The Lightning is perhaps the truck that popularized the sports truck. Really, though, the Lightning is more of a muscle truck. A supercharged V8 up front, a lighter-weight rear-wheel drive, and a lowered suspension allowed the Lightning to turn exceptionally well, but it was mainly built to win stoplight drag races with lesser trucks and, of course, surprise a few muscle car drivers as well. In stock form, the Lightning was a real contender in its day and could be easily modified to blow the doors off almost anything. These days, they can still take the heat to the strip with very little work.
Dodge has repeatedly showcased that they're the most insane domestic vehicle manufacturer, at least when taking SRT into account. These engineers got their start as hot-rodding bad boys and haven’t changed a bit since. Corporate has largely given up trying to control them, as everything they build seems to sell out anyway. The same minds that put together the Dodge Hellcats and the Demon once worked on an equally insane pickup truck—a pickup truck imbued with the mighty power of a Dodge Viper’s massive 8.4 liter V10. More than a little crazy, this number was liable to swap ends if not handled correctly, but if you managed to get grip, not much could catch you. Ever.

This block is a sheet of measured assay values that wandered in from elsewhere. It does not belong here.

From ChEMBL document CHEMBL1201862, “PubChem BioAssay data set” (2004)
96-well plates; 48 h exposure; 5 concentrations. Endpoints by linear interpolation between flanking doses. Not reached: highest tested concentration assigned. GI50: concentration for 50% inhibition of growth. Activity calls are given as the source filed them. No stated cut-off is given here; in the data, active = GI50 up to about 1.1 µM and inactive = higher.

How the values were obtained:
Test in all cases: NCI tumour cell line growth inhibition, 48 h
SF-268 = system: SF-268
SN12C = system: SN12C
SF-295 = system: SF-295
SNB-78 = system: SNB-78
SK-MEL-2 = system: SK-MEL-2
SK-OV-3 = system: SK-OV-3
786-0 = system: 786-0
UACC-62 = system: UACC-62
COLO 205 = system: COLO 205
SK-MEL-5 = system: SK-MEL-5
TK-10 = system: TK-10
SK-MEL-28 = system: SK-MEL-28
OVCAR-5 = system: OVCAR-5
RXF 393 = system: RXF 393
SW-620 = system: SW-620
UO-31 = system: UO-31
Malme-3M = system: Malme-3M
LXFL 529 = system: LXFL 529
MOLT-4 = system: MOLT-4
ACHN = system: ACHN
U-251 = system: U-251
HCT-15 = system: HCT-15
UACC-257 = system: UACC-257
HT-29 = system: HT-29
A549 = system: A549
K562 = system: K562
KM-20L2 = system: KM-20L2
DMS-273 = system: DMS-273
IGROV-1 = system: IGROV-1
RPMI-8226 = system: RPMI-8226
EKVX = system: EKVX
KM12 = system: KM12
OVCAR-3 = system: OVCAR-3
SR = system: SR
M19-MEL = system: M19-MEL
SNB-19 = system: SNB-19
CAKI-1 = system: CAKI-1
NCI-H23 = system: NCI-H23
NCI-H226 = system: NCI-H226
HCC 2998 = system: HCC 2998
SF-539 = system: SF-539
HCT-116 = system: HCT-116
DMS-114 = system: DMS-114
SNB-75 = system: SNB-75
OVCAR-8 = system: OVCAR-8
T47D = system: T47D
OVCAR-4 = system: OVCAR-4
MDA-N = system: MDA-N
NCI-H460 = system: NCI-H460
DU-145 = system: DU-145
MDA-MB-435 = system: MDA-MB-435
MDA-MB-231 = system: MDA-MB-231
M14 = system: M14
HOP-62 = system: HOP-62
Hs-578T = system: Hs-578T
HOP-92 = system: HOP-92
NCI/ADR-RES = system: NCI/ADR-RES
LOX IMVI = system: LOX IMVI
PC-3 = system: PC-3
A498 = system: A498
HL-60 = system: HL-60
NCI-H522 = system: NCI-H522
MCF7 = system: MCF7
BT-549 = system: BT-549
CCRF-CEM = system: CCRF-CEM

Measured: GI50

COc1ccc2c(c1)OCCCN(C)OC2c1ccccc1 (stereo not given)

Honda could've saved themselves some time if they had just left “sport” out of the title of this trim package. Then again, Honda could've saved themselves a whole lot of time if they had never made this pile of meh, to begin with.
The point of the Ridgeline was largely to be a truck for people who didn’t normally buy trucks, which, ironically, was something it was rather good at.
Too bad, then, that people who don’t normally buy trucks normally don’t buy trucks—and so, didn’t buy this one either. "Sport" is as meaningless in this title as "Extreme" was in the Tacoma lineup.